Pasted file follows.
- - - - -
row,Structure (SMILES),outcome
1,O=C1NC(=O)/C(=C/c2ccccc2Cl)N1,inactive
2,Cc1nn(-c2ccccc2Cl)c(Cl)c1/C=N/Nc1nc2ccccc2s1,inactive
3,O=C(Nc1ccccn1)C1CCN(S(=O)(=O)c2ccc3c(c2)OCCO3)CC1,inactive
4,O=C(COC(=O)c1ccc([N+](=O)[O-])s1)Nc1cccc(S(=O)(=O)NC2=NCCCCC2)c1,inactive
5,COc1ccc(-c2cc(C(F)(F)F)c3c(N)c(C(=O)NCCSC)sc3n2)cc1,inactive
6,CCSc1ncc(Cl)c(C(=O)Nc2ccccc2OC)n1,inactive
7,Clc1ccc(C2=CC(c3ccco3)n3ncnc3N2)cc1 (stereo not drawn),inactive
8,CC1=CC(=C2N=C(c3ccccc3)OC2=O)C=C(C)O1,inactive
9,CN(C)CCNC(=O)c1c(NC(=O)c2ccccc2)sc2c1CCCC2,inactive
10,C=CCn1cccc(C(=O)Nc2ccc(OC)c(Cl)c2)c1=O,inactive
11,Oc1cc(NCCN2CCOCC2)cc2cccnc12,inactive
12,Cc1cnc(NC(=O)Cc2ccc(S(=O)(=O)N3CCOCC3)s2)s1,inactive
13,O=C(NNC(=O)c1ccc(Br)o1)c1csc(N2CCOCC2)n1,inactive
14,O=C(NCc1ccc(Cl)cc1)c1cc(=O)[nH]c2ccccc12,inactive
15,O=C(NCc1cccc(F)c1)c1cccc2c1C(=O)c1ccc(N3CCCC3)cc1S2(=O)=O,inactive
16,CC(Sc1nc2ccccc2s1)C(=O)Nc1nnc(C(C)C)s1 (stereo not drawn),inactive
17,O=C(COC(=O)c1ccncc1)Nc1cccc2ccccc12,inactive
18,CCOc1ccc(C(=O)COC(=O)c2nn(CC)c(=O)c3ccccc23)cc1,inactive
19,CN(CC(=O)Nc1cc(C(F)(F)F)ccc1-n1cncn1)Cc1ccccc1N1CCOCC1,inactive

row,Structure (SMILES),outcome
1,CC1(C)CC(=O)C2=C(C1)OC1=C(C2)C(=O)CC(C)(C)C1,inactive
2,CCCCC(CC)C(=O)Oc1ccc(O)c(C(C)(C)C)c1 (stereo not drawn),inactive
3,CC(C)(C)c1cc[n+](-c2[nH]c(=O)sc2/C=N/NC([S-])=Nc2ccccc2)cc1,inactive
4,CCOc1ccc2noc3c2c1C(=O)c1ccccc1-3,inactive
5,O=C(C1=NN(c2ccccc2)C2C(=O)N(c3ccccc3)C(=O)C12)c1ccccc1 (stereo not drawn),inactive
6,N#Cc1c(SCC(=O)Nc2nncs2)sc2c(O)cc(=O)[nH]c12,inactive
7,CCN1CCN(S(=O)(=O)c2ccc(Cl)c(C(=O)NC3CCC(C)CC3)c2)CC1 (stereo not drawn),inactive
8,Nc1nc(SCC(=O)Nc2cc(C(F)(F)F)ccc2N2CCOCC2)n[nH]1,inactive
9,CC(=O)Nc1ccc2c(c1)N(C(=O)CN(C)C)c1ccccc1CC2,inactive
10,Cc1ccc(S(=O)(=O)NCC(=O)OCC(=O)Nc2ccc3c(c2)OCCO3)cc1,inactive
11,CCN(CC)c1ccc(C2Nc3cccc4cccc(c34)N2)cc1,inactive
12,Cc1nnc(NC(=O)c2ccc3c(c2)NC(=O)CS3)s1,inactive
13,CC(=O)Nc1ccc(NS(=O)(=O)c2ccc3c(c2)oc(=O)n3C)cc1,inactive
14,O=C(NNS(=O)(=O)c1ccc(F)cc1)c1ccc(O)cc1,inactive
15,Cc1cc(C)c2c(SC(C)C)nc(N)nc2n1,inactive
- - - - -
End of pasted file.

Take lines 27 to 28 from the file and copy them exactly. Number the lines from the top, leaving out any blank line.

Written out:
6,N#Cc1c(SCC(=O)Nc2nncs2)sc2c(O)cc(=O)[nH]c12,inactive
7,CCN1CCN(S(=O)(=O)c2ccc(Cl)c(C(=O)NC3CCC(C)CC3)c2)CC1 (stereo not drawn),inactive